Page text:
Keep your seat belt snugly fastened all the time you are sitting down, even when the seat belt sign has been turned off. Planes can experience turbulence or a sudden large drop in elevation without any warning.
Two-thirds of plane accidents happen during takeoffs and landings. This means that, during the first three to four minutes of takeoff and the last eight to ten minutes of the flight, you have to stay particularly alert, keep your shoes on and not wear any earphones.
Whenever a plane loses oxygen pressure, an oxygen mask will fall down from a small overhead compartment above each passenger. When this happens, it is important that you put the mask over your own mouth and nose first before trying to help anyone else with their oxygen masks, including small children. Usually, you have to tug slightly on the air cord to start the flow of oxygen.
Place the elastic band behind your head to keep your mask firmly in place. Put masks on your seatmates even if they appear to be unconscious. Leave your mask on until the flight crew announces that it is safe to remove it. Information on how to use the oxygen mask is contained in the safety instructions card in the seat pocket in front of you.
Sometimes, there will be an in-flight announcement regarding an impending crash. In this event, follow the instructions given by the cabin crew, plus make these preparations unless you are instructed otherwise:
Your own behavior and decisiveness are the critical factor in surviving any plane crash. You have to size up the situation quickly and take the necessary action to exit the plane FAST without waiting passively to be told what to do. Sometimes the cabin crew will be able to give instructions and sometimes not.
Following any type of serious crash, passengers must evacuate the plane within about 90 seconds. After 100 to 120 seconds, there is a high risk of the cabin becoming engulfed in flames and toxic smoke. That is why you have to concentrate solely on exiting the plane as fast as you can move.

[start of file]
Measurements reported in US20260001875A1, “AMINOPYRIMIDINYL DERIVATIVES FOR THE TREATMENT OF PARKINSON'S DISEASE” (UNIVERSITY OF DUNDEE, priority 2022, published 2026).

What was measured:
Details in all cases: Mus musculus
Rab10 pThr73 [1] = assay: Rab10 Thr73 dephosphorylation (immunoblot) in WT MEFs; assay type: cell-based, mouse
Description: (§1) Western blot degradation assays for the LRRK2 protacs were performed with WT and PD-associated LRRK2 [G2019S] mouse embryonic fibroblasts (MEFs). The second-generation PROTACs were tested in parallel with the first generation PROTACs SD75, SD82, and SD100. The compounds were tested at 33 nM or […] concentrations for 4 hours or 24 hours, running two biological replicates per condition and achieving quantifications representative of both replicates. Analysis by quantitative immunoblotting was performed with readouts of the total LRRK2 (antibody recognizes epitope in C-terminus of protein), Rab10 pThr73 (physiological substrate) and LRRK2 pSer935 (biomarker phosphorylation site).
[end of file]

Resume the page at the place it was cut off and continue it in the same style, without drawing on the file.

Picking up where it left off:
Here’s what you need to do as soon as the forward motion of the plane stops:
NEVER EVER LET YOURSELF GIVE UP! Keep going with everything you’ve got until you have exited the plane and are some distance away from it.
The above article contains my subjective recommendations based on a number of sources, including industry representatives and those articles cited below. Obviously, there is no guarantee regarding my advice as every accident is unique. In the event of a plane crash, if the cabin crew is able to give you emergency instructions, you should follow them. Otherwise, you need to use your own best judgment in determining how to respond given the circumstances you encounter.
Sources Include: “The Great Escape” by Barbara S. Peterson, Condé Nast Traveler, November 2005; “How To Escape Down an Airplane Slide” by Amanda Ripley, Time, January 23, 2008; “How To Survive a Plane Crash: Learn Ways To Increase Chances of Surviving Airplane Crashes” by Mia Carter, www.airplanes.suite101.com, January 17, 2009; “How To Survive a Plane Crash” by Milla Harrison, BBC News Magazine, October 3, 2006; “How To Survive a Plane Crash” (Parts 1, 2, 3 and 4): The Travel Insider; “What It Takes To Survive” by Ben Sherwood, Newsweek, February 2, 2009; and “What It Takes To Survive” by Ben Sherwood, the Sunday Times, June 14, 2009.